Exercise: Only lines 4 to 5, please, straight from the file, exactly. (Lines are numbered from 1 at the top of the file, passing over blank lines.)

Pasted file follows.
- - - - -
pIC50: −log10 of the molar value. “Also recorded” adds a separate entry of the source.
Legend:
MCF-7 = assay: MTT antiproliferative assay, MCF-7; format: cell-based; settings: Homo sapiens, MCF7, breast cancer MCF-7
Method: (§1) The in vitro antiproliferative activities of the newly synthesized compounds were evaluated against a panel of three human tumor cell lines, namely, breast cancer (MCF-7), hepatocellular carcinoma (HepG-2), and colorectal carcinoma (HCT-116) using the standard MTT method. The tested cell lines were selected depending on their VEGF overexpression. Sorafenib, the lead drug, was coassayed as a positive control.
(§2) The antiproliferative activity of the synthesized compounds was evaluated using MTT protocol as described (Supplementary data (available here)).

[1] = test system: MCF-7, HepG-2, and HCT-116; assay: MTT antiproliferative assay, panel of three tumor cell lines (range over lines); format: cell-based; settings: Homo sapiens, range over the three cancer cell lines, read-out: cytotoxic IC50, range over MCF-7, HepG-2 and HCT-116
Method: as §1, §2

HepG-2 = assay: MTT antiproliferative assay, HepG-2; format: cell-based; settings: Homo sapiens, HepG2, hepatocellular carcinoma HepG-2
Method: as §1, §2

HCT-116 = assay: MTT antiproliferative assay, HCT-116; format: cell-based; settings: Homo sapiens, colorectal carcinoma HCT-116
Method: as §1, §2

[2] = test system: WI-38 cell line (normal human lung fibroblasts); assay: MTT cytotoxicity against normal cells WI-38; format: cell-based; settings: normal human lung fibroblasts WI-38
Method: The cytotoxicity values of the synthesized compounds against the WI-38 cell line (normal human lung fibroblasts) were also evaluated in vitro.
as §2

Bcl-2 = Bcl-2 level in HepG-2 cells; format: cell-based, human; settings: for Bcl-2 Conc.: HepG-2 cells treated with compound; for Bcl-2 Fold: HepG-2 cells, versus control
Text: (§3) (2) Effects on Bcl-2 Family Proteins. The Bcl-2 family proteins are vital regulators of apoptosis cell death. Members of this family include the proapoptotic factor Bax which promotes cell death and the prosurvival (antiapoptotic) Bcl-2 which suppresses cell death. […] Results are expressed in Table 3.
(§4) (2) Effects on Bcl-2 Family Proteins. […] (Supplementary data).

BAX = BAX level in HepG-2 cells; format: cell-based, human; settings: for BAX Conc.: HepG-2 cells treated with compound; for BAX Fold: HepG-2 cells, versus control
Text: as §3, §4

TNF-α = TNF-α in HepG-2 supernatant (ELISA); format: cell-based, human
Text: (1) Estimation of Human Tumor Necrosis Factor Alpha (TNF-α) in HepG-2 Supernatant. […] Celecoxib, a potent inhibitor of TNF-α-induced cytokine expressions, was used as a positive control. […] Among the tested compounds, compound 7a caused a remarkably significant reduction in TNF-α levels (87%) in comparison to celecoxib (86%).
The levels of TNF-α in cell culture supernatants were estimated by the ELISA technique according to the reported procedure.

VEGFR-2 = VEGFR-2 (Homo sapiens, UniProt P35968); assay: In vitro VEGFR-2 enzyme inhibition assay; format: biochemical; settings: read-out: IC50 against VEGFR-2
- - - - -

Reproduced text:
Method: (§1) The in vitro antiproliferative activities of the newly synthesized compounds were evaluated against a panel of three human tumor cell lines, namely, breast cancer (MCF-7), hepatocellular carcinoma (HepG-2), and colorectal carcinoma (HCT-116) using the standard MTT method. The tested cell lines were selected depending on their VEGF overexpression. Sorafenib, the lead drug, was coassayed as a positive control.
(§2) The antiproliferative activity of the synthesized compounds was evaluated using MTT protocol as described (Supplementary data (available here)).